Патент USA US2105888код для вставки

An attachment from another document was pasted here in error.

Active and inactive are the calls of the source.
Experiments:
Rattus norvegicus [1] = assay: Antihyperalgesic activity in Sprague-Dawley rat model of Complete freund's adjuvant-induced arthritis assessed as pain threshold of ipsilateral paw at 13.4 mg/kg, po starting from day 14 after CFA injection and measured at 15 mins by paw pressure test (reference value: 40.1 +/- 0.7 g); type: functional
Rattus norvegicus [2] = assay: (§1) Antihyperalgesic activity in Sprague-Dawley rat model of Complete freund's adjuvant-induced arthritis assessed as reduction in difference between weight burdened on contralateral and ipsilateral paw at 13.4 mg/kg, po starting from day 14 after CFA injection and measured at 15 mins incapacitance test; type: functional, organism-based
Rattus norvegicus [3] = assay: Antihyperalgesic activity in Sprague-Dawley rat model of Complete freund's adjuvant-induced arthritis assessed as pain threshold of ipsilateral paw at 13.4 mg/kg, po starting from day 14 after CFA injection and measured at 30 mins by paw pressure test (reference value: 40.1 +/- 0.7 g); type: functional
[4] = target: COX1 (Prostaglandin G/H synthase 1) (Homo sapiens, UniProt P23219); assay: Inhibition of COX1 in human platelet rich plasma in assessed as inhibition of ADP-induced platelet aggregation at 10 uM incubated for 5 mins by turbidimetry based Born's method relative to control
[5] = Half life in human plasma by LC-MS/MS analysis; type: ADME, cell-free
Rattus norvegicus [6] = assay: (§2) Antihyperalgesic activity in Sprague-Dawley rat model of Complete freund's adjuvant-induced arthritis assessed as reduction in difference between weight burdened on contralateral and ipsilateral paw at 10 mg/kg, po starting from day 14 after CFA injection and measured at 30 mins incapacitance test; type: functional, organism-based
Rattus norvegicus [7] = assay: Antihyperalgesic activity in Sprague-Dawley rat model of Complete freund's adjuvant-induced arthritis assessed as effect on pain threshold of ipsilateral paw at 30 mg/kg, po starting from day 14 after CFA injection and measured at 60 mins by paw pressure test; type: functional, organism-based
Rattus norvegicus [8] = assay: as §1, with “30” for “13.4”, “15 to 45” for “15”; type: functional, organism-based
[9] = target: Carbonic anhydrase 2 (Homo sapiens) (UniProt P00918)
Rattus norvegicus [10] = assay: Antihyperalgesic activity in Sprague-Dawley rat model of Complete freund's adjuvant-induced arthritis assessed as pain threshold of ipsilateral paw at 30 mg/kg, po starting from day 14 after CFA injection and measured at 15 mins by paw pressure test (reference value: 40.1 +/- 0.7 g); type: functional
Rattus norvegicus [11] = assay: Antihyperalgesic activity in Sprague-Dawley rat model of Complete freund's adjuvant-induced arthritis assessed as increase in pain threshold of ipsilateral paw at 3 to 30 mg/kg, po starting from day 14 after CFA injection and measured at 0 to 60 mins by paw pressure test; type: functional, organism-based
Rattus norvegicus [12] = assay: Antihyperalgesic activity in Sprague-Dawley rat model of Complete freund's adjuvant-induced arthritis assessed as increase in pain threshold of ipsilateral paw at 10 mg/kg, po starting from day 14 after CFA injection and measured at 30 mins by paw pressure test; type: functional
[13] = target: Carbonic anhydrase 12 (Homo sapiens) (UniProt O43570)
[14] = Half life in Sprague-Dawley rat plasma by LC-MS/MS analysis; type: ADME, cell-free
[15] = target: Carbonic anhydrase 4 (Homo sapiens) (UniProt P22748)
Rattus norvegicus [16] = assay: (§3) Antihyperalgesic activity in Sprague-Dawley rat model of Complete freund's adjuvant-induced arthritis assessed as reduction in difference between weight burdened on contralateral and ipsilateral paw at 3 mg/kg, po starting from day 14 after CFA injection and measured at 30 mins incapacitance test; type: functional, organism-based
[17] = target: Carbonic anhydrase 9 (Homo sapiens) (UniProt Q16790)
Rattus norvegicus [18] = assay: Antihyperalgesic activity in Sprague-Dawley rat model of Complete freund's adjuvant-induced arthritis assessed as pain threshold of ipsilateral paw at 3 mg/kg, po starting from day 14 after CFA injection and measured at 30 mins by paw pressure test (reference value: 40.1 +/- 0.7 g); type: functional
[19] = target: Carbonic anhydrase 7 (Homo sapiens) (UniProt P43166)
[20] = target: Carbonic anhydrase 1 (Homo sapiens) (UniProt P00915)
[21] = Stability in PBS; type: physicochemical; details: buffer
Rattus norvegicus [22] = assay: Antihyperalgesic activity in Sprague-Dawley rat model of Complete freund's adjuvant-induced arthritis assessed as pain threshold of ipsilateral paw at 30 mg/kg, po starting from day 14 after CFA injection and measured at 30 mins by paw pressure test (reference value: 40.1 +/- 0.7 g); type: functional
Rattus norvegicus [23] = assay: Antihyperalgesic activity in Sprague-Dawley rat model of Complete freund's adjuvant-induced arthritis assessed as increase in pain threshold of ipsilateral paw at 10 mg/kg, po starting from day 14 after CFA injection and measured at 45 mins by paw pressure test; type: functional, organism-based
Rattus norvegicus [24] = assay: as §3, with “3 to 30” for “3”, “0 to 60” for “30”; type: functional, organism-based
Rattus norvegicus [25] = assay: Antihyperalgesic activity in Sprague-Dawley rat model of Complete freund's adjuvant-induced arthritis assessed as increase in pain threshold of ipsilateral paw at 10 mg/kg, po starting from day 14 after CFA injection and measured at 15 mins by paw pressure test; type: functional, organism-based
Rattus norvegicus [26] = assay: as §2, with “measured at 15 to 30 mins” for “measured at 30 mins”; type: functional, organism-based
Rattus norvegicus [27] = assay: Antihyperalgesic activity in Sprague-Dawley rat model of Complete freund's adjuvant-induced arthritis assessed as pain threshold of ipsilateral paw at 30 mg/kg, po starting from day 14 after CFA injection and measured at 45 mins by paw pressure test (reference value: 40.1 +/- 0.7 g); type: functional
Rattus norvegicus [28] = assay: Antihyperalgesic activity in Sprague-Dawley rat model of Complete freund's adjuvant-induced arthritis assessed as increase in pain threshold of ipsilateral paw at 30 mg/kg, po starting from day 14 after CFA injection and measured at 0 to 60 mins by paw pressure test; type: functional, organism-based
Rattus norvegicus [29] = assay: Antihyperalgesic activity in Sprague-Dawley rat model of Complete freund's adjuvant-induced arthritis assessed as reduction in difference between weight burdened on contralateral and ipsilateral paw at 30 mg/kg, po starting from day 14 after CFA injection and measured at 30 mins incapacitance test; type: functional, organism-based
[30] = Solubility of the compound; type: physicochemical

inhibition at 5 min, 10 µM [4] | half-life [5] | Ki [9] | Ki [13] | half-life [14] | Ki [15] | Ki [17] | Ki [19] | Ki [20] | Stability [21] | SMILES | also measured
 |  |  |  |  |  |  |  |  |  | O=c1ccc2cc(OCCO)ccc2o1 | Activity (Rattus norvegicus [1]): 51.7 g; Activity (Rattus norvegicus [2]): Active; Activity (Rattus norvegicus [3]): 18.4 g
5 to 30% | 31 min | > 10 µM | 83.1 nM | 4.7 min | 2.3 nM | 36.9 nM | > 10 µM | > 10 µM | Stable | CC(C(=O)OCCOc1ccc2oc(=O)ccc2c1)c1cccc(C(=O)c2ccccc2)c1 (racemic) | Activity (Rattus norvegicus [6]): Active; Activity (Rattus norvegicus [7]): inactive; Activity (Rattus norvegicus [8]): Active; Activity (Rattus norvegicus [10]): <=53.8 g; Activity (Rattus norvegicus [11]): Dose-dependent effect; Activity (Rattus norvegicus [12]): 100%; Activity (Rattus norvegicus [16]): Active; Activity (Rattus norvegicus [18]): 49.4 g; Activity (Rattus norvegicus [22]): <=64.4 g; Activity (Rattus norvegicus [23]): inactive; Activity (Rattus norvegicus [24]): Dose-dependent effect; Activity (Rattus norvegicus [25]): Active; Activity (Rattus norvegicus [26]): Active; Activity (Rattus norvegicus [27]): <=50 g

2,105,88 §aiented Jan. 18', 1938 UNITED STATES PATENT OFFICE - 2,105,888 PROCESS OF TREATING META’L Carl F. Lauenstein and Paul F. Ulmer, Indian apolis, Ind., assignors to Link-Belt Company, Chicago, 111., a corporation of Illinois No Drawing. Original application April 22, 1932, Serial No. 606,907. Divided and this applica tion March '7, 1936,, Serial No. 67,702 4 Claims. (Cl. 148-14) This invention relates to the process of treat ing metal and particularly to a process which in volves the treatment of a body of metal to form upon it or introduce within its mass another element which combines and alloys with the metal 5 of the original mass. It has for one object, therefore, to form upon a mass of metal a layer of an alloy in which the metal of the original mass and the added element are alloyed together. It has for another object to introduce into the 1 body of the original metal, to a greater or a less depth, another element which alloys with the original metal so that the original metal is alloyed throughout a part of or all of its mass. 15 The process involves the step of carrying one element into a mass of metal to become alloyed with it. It has been found that the halogen gases, such as bromine, chlorine, iodine and fluorine, will act as carriers for certain elements by com 2 O bining at high temperatures with them to form then heated for approximately three hours at a temperature of 1300“ F. to 2000° F. Upon' cooling it is found that the castings have absorbed some of the silicon to form a layer of high silicon alloy. Hard iron castings may be packed, as above 5 described, and put through the normal annealingr treatment which in usual practice, without the special packing, would malleableize them and it is found that after the usual annealing cycle, due to the ferro-silicon or silicon and salt packing, 10 the resulting castings have a silicon alloy surface layer, and the usual soft malleable core. Thus the malleableizing of the hard iron castings has been effected during the same process in which the silicon alloy layer is produced. In either case. 15 whether the process includes the malleableizing step or not, it is believed that the silicon was transferred to the iron by the silicon-chloride gas which is formed during the heating. Experi ments in which a silicon-chloride gas was passed over pieces of iron which were otherwise not in gaseous compounds of them, and when such a , contact with the silicon, have shown that the silicon is carried over by the gas and alloyed with gaseous compound of an element and a halogen gas is brought into contact with a body of metal the iron by this method. at suitable temperatures and for suitable times, the gaseous compound will be carried into the metallic body and will produce an alloy in which the metal combines with the element which was introduced in the gaseous form. One example of this process involves the use of 3 O silicon and chlorine with a ferrous metal to form an iron silicon alloy in the ferrous metal; or an iron silicon coating on the surface of the-ferrous metal, or both. At suf?iciently high temperatures silicon combines with chlorine to form a silicon 3 ehlorine gas. In general, in the speci?cation and the claims, where the expression “silicon-chlorine gaseous compound” is used, we mean any gaseous compound of silicon and chlorine. Iron or steel when subjectedv to this silicon-chlorine gas will 4 take up the silicon and an iron-silicon alloy is formed, ?rst at the surface of the mass of iron or steel, and upon continued subjection, the silicon 4 penetrates increasingly into the iron or steel and thus the depth of the layer of the alloy is in creased. If the process is continued su?iciently, the entire mass of metal may be alloyed with silicon. ' ‘ In practice, for the sake of economy, it is usu ally advisable to use the most common and the I 50 most cheaply produced ‘of the halogens; this is chlorine and it is readily produced from com mon salt. One practical application of our proc ess involves the following steps: Iron castings are 56 packed in ferro-sillcon ‘or silicon and salt and are For certain purposes, and particularly for greater cheapness, any other suitable source of silicon may be used in a packing of common salt and sand. This packing, in addition to furnish ing the silicon necessary, is arranged to take care of the oxygen which may be present from any 30 source. This effect is accomplished by the break down of the sodium-chloride or common salt in to chlorine which furnishes the gaseous halogen with which the silicon combines to make a silicon chloride gas, and furnishes also the sodium which 35 acts as a reducing agent. Frequently it is desirable to carryout the alloy ing or coating above described as a part of an annealing or malleableizing treatment. A typi cal example of this is given below, in which the 40 steps for making a silicon alloy in an annealing cycle are discussed. If hard iron castings are submitted to the usual malleableizing cycle or treatment, in the presence of a packing including ferro-silicon or silicon or 45 some other source of silicon and salt or some other source of a halogen gas, the usual malle ableizing effect will be accomplished and at the same time and during the same process the sill conizing will take place and as before, in the sim- 5o ple process above mentioned, the quantity or depth of alloy produced is dependent upon the time of heating. Such a malleableizing cycle is as follows: The usual malleableizing cycle involves heating ‘5 2 8,105,888 the iron to approximately 1600’ I". to 2000' 1". The casting is held at that temperature su?icisnt ly to permit throwing of the carbon out of com bination with the iron. While this will not take place completely, the major part of the iron' car bide is thus removed. The casting is then cooled to a point somewhat above its critical tempera-, ture in the neighborhood of 1350° F. and during this cooling a further quantity of the carbon is 10 thrown out of combination. In the usual method the carbon that still remains in combination is thrown out by controlling the ?nal cooling, so that it occurs very slowly through the critical temperature range, the cooling being as slow ‘as 15 5° 11'. per hour and the, ?nal cooling alone fre quently requiring 48 hours. Where the malle ableizing is thus carried out and the formation of the silicon alloy is to occur at the same time, the packing above indicated is used, in place of the 20 usual packing for malieableizing, and the tem perature may be as high as 1600' I". to 2000“ F. to cause the formation of the silicon-chloride gas and to permit its penetrationinto the iron to the desired degree. Many modi?cations of this mal 25 leableizing cycle are used and generally in most of them the step of alloying may be included, pro vided only that the proper ingredients are intro duced to produce the gaseous compound of silicon and a halogen and that the proper temperatures 30 are attained for its production. While we have mentioned a number of sources of silicon, we do not limit ourselves to these but they are mentioned only as being the most com monly present and commercially and econom 35 ically available. Any source of the alloying metal which is desirable may be used and the above examples are given merely as possible sources. While we have spoken of sodium chloride or common salt as a source of the halogen, we do not 40 limit ourselves to 'this particular source. It is a convenient and economical one but other sources of halogen are available and the use of any source of halogen is within the contemplation of the invention. Sodium chloride has the ad 45 vantage that it acts as a source both of the halo gen and of sodium which is a reducing agent. The effect of the salt and its use in our process may be summarized as follows: (1) When a ferrous metal is heated in an un 50 controlled atmosphere it probably forms an oxide at temperatures below 1475° F. and this oxide forming reaction may occur with increasing ra pidity at the higher temperatures. (2) The sodium chloride is heated to a temper 55 ature higher than 1475“ F. and breaks down into chlorine and sodium in the presence of the other packing ingredients. This heating ordinarily occurs in the presence of the coating metal which ' is thus correspondingly heated. 60 (3) The sodium released, as mentioned in (2) desirable to add a reducing agent in addition to that which is formed by the breakdown of the sodium chloride and our process therefore con templates the addition of appropriate quantities of a further reducing agent should that be neces sary. For many sources of the coating metal it is not necessary. Where such added reducing agent is necessary any one may be used. Carbon. because of its cheapness, is frequently satisfac tory, but others may be used. 10 While in the speci?c examples above mentioned we have referred generally to the treatment of iron, it is to be understood that steel can equally well be treated and the processes described above can be applied to steel. Where steel is treated 15 with the silicon the packing will again consist of a source of silicon and salt and may include sand. Depending upon the analysis of the steel used, the heating temperature may be as low as 1300° F. and from that up to 2000° F. ' heated to the treating temperature, preferably for upwards of three hours, and is allowed to cool. No e?ort is ordinarily made to control the rate 25 of cooling. ‘ This application is a division of our previously ?led application Serial Number 606,907, ?led April 22, 1932. Where in the speci?cation and claims we have 30. referred to the ore of silicon, this expression may be understood as meaning the ore in the sense in which that word is generally de?ned, for ex ample, in Webster's Dictionary the de?nition of an ore is “metal in its unreduced state”. As an 35 example of an ore of silicon in this sense, silica may be considered such an ore since it is silicon “x x x x in its unreduced state.” We claim: 1. The method of coating and alloying a fer 40 rous metal, of the group consisting of iron and steel, with silicon, which includes the steps of placing the ferrous metal, together with common salt and an ore of silicon, in a container, heating said container and contents to a point sufficient to 45 break down the salt to chlorine and sodium and cause direct combination of the chlorine and silicon and free the sodium for action as a re ducing agent on the ferrous metal, whereby the surface of the ferrous metal is alloyed and coated 50 with silicon. 2. The method of coating and alloying a fer rous metal, of the group consisting of iron and steel, with silicon, which includes the steps of placing the ferrous metal, together with common 55 salt and silicon, in a container, heating said con tainer and contents to a point sufficient to break down the salt to chlorine and sodium and cause direct combination of the chlorine and silicon and free the sodium for action as a reducing 60 above, being a stronger reducing agent, combines with the oxygen of the iron oxide, reducing it to agent on the ferrous metal, whereby the surface iron and forming a sodium oxide. It also com silicon. bines with the oxygen of the atmosphere of the 65 container to make that a neutral atmosphere and 20 In general, where steel is to be treated accord ing to the process above outlined, the material is of the ferrous metal is alloyed and coated with 3. The method of coating and alloying a ferrous metal, of the group consisting of iron and steel, 65 with silicon, which includes the steps of placing the ferrous metal, together with common salt and to prevent further oxidation of the iron. As a result, therefore, of the break down of the salt in the presence of the coating metal, the ferro-silicon, in a container, heating said con iron oxide is reduced to prepare the iron to re tainer and contents to a point su?icient to break 70 ceive the coating metal and the gaseous com down the salt to chlorine and sodium and cause 70 pound’of the chlorine with the coating metal is ‘ direct combination of the chlorine and silicon and formed directly and its penetration into and depo - free the sodium for action as a reducing agent on sitionv upon the iron occurs. the ferrous metal, whereby the surface of the ' Where a source of'the coating metal is used ferrous metal is alloyed and coated with silicon. 75 which providu an excess of oxygen, it may be 4. The method of coating and alloying a fer rous metal, or the group consisting of iron and steel, with silicon, which includes the steps of placing the ferrous metal, together with com um and cause direct combination of the chlorine -. and silicon and tree the ‘sodium for action as a mon salt and a source of silicon selected from reducing agent on the ferrous metal, whereby the surface of the ferrous metal is alloyed and coated the group of materials consisting oi’ ferro-silicon, with silicon. silicon and an ore of silicon, in a container, heat- _ ing said container and contents to a point sum cient to break down thesaltto chlorine and sodi CARL F. LAUENS'I'EIN. PAUL F.‘ ULMER.